5 Comments

Tori Mazur commented on July 11, 2014 at 10:15am:

Students Leading the Way

Don't you love working with students who are so tuned in to their own learning?  Sounds like you have some future leaders there.  It's reassuring that some of them realize they can trust us and what we are trying to share with them in our curricula.  I even appreciate when they flat out ask, "Why do we have to know this?" or "When we will we ever use this?"  Being honest with them sometimes requires me to tell them that I have no idea, but we're partly preparing them for the unknown.  That requires a lot of trust!

Dave Orphal commented on July 11, 2014 at 12:39pm:

Memories of Finland

One of the things that stuck me most about the Finish education system was the trust between teachers, law-makers, parents, and students.  I think this happens primarily for two reasons:

First, teachers are involved in the crafting of educational policy.  It seems to me that in American, the assumption is that the school-reform program du-jour WILL work.  If and when it doesn't, the assumption is that teachers failed to for faithfully follow the reform.  In Finalnd, the asumption is that teachers will faithfully follow the reform, because teachers helped craft the reform in the first place.  If and when a reform fails to produce the desired results, then the teachers and law-makers go back to the drawing board and make adjustments together.

Second, the above process is possible in Finland, because they set a high bar for entry into the profession.  In America, we'll allow just about anyone to take a classroom and give teaching a go.  Only after teachers are in the classroom, are we concerned about how good they are.  In Finland, all teachers go through a rigorous, multi-year training program before they ever set foot in their own classroom.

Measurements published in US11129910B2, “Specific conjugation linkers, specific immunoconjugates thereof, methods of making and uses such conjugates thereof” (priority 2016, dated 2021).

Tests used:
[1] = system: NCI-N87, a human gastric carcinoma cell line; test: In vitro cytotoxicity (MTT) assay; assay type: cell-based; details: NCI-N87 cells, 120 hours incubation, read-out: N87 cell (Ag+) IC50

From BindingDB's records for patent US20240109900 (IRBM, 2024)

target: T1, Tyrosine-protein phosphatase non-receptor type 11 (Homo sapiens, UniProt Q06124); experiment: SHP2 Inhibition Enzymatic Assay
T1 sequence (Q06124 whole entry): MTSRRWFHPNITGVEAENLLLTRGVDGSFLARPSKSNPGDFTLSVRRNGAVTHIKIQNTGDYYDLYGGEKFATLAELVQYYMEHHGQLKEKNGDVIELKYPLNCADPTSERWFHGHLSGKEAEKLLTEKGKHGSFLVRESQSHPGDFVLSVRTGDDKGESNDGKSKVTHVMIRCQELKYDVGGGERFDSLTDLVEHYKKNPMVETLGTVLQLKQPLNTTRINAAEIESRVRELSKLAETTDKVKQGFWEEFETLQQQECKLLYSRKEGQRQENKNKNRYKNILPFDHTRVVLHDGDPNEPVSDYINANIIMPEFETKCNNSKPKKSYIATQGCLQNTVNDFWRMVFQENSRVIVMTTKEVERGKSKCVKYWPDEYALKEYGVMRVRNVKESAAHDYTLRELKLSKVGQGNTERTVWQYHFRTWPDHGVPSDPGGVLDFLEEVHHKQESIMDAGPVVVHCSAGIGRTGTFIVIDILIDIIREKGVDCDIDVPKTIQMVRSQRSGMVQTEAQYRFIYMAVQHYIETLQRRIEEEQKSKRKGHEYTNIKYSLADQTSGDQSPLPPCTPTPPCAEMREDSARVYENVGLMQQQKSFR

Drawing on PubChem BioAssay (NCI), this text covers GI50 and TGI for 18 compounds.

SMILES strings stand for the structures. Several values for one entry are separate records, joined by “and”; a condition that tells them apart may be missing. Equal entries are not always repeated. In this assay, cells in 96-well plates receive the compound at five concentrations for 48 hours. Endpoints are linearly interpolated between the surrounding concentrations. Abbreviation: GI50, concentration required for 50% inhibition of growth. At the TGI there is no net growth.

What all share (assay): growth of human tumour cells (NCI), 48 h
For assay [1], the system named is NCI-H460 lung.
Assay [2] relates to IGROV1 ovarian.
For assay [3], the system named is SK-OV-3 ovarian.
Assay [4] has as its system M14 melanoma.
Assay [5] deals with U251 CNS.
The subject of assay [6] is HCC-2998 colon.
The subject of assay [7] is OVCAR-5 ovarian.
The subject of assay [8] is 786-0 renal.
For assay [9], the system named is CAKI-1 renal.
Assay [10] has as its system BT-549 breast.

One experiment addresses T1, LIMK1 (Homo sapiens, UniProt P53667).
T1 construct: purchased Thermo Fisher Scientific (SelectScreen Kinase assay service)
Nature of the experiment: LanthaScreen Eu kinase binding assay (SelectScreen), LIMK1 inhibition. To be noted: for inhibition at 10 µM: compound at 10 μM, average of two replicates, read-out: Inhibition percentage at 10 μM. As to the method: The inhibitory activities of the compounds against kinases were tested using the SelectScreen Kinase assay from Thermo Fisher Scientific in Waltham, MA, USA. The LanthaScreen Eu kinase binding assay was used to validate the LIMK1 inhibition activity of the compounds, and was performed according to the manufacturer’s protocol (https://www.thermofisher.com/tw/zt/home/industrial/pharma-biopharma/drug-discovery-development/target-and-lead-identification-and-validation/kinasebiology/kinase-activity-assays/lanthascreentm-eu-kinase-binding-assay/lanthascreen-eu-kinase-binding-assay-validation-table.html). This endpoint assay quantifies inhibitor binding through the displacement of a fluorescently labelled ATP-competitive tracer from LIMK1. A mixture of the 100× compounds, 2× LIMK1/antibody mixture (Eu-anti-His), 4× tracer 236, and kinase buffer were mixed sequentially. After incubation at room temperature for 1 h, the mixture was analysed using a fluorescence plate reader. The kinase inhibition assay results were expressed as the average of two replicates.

When I talk about my trip to Finland, I hear a lot of excuses about how American can't do what Finalnd does.  Yes, Finland is more honogenous than America.  However, we can do both of these things.  We can focus our concern about teacher quality at the gates to our profession and we can get classroom praticioners involved in educational policy decisions.

Kip Hottman commented on July 14, 2014 at 12:04am:

Relationship with legislators

I think Dave nailed it about the difference in systems (United States and Finland) talking about the relationships that Finnish teachers have with legislators.  How many US teachers have relationships with their senators and house representatives?  I admit that I was the worst and had no clue who represented my district until this past school year.  I never understood how important it was to be aware of policy and I only reacted to what I was told for 10 years in the classroom.